Opportunities and dangers of Sub-Saharan Africa's fast-growing population

Tuesday June 11 2019

Raymond Mugisha

Raymond Mugisha 

By Raymond Mugisha

Food may become Sub-Saharan Africa’s new gold, in a few years. A UNDP 2012 publication about food production and consumption in the region highlighted that since 1960 up to 2010, on average, meat production increased by about 233 per cent, while for primary crops, the increment was 200 per cent. In the midst of this rising food production, food consumption per capita has been declining and registered a drop of about 5 per cent. Food consumption rate is a result of the difference between food production and food exports. As such, there is a deepening need for increasing food production to meet the domestic consumption needs of a fast growing population, or else the region will have to cut down food exports in order to feed their own. As a further complication, scientists have projected that by the 2080s, agricultural production from the region may have declined by an approximate 9 per cent to 21 per cent on account of climate change.

Currently, it is estimated that Sub-Saharan Africa is home to about 1.1 billion people. This population has been growing by an average 3 per cent every five years, since the early 1970s. It is projected to hit 2.2 billion people by 2050 and put the region at a population density of about 91 people per square kilometre. The opportunity in the need to feed this population is huge. Those who invest in controlled and commercial food production, not dependent on nature, will reap good dividends. Such investors may benefit from available and affordable labour from the large population.

A growing population is always predominantly young and imposes an escalation of human needs around essentials of life beyond food such as shelter, health and clothing as well as other requirements like education. For Africa, where those aged 15 years and below account for 41 per cent of the population, there are business opportunities, in big numbers, in addressing needs of children.

UNESCO has published statistics on literacy levels for the age bracket of 15-24 years and reveals that in 1985, the average literacy rate for this age bracket was 64.7 per cent for Sub-Saharan Africa. By 2015, it was 75% per cent. Since the population is growing fast and the literacy rate is increasing, it implies that the number of children entering the literate category over time, by head count, is impressive. This means that citizens and governments are spending significantly towards education of children. Investments targeting the education sector are therefore lucrative on the continent. Such investments need not be the provision of education itself, but extend to all support services that keep the education sector running such as supply of scholastic materials. Government education programmes targeting children are prioritised on the continent.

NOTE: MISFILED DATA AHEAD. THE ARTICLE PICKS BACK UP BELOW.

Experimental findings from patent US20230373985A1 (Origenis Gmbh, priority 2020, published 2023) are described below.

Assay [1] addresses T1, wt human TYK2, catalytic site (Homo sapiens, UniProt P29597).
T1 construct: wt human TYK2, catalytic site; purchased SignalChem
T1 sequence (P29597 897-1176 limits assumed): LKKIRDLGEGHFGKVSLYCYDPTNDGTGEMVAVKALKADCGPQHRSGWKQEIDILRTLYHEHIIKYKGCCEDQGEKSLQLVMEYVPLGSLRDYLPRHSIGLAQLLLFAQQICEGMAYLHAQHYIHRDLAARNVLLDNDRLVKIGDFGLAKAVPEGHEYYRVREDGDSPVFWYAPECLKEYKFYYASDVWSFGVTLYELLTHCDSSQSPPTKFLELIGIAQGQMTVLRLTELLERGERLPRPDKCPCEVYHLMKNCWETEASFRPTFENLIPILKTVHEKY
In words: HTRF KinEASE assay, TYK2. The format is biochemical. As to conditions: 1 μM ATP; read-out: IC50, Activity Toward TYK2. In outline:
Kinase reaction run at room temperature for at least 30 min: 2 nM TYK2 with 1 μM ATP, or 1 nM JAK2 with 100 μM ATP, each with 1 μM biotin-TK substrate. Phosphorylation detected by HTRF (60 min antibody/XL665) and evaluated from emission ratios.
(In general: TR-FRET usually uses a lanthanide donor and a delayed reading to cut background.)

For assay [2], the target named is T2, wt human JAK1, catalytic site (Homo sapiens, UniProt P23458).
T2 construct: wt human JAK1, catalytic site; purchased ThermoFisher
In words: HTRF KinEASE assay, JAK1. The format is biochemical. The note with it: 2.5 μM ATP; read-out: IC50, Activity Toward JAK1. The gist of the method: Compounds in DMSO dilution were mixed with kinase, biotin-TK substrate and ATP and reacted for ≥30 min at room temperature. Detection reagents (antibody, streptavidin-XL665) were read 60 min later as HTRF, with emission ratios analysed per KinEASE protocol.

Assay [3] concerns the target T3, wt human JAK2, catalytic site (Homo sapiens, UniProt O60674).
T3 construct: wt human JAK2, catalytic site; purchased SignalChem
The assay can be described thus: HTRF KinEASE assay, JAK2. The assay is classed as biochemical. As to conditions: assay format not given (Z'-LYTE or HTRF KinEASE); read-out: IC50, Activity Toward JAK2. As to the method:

In the last decade, African governments’ expenditure on public education was growing by an annual 6 per cent and on average 46 per cent of it was towards primary education.
The above applies to all children’s needs such as health, apparel, entertainment and all goods and services which parents would want to procure for their children. These will continue to present strategic advantages for investment. Thinking young is therefore a key competitive tool for an African investor.

It should however be noted that GDP per capita is lowest in Africa. Most of the people cannot spend large sums. Investors are better off adopting a “sachet packaging” model for both services and goods. Packaging small, affordable offers and selling huge volumes, is an important driver for sustainable revenue growth.
On the opposite side of the above opportunities however, Africans may fail to tap into the potential of the growing population and end up being unable to increase agricultural output. They might thus fail to transform their huge numbers into a skilled workforce that would ably transform their conditions.


African countries will face difficulties in providing important services such as housing, transportation, sanitation and security. Unemployment will continue to rise and there will be need to create new jobs in several millions every year. Health and education will continue to demand ever increasing funding from governments and parents. Food supply will not only be stretched in terms of quantities, but the need to improve nutritional levels will also continually evolve.

Whereas investment minds on the continent may utilise the demographics beneficially, there is also potential of failure to manage the associated challenges. The end result of this failure would be disastrous, manifesting in mass starvation, increased poverty and heightened social strife. We would then have to face scourges that may afflict the continent to levels of misery previously unknown to the population.
Raymond is a Chartered Risk Analyst and risk management consultant